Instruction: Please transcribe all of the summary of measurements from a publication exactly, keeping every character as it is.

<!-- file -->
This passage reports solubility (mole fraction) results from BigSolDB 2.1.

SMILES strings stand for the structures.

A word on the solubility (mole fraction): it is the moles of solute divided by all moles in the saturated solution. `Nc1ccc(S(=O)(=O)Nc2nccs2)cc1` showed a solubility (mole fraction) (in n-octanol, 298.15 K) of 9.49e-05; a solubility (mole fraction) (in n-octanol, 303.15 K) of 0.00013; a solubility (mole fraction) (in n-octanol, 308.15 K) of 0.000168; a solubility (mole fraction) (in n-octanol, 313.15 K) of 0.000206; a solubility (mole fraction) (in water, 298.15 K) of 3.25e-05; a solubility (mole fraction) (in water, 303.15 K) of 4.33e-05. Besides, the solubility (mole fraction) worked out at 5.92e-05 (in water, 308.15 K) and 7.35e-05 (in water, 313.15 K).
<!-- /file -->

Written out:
This passage reports solubility (mole fraction) results from BigSolDB 2.1.

SMILES strings stand for the structures.

A word on the solubility (mole fraction): it is the moles of solute divided by all moles in the saturated solution. `Nc1ccc(S(=O)(=O)Nc2nccs2)cc1` showed a solubility (mole fraction) (in n-octanol, 298.15 K) of 9.49e-05; a solubility (mole fraction) (in n-octanol, 303.15 K) of 0.00013; a solubility (mole fraction) (in n-octanol, 308.15 K) of 0.000168; a solubility (mole fraction) (in n-octanol, 313.15 K) of 0.000206; a solubility (mole fraction) (in water, 298.15 K) of 3.25e-05; a solubility (mole fraction) (in water, 303.15 K) of 4.33e-05. Besides, the solubility (mole fraction) worked out at 5.92e-05 (in water, 308.15 K) and 7.35e-05 (in water, 313.15 K).